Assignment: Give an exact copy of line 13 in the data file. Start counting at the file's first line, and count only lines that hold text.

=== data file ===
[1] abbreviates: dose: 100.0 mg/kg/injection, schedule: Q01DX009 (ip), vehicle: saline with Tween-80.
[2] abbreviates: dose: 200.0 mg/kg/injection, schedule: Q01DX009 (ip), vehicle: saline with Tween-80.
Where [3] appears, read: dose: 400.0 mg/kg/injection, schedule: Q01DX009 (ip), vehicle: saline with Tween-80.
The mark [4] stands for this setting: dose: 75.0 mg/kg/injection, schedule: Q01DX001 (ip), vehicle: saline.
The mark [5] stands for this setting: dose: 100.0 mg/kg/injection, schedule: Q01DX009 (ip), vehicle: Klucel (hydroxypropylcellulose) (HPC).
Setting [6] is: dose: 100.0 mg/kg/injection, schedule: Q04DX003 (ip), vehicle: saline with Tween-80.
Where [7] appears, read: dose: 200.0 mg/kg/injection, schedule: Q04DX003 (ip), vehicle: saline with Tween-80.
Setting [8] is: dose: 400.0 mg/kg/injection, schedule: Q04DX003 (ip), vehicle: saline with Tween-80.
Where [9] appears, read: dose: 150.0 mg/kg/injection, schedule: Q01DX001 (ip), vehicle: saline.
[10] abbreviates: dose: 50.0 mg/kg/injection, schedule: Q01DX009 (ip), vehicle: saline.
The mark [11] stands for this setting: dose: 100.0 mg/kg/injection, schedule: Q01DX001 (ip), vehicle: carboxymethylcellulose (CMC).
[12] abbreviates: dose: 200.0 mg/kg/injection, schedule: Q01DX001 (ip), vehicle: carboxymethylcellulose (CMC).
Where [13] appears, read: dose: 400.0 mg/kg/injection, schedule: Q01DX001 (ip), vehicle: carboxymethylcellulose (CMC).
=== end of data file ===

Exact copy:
Where [13] appears, read: dose: 400.0 mg/kg/injection, schedule: Q01DX001 (ip), vehicle: carboxymethylcellulose (CMC).